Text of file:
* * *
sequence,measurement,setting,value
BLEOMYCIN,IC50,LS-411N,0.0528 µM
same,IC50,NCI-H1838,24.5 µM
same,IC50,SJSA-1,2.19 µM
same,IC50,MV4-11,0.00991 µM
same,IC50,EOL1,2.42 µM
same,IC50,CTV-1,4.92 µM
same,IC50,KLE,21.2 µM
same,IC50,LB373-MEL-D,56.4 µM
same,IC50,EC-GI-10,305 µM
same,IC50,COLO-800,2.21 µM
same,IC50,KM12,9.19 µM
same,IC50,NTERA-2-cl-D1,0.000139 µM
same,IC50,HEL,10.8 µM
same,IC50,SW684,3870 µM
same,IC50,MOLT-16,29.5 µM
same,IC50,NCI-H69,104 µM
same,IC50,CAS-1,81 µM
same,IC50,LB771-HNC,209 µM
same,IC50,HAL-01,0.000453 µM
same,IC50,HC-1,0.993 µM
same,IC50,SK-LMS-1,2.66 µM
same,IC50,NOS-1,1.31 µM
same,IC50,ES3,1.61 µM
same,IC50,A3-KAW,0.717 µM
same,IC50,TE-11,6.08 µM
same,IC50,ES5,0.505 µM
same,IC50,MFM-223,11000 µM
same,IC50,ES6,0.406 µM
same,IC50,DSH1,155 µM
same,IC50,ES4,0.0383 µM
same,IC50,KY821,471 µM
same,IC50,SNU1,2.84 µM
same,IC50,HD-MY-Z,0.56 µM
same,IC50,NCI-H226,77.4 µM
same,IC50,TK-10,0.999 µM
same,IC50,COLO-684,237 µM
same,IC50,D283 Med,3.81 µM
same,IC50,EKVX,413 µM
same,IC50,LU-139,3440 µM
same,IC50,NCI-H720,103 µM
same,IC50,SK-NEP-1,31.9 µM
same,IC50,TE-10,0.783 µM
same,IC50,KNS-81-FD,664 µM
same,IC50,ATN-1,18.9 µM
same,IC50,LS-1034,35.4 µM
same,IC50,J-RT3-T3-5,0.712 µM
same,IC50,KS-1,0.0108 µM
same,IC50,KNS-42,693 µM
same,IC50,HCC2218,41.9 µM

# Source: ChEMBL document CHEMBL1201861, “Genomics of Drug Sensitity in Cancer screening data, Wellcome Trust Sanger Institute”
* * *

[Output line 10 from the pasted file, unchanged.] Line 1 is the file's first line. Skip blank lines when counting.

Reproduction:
same,IC50,EC-GI-10,305 µM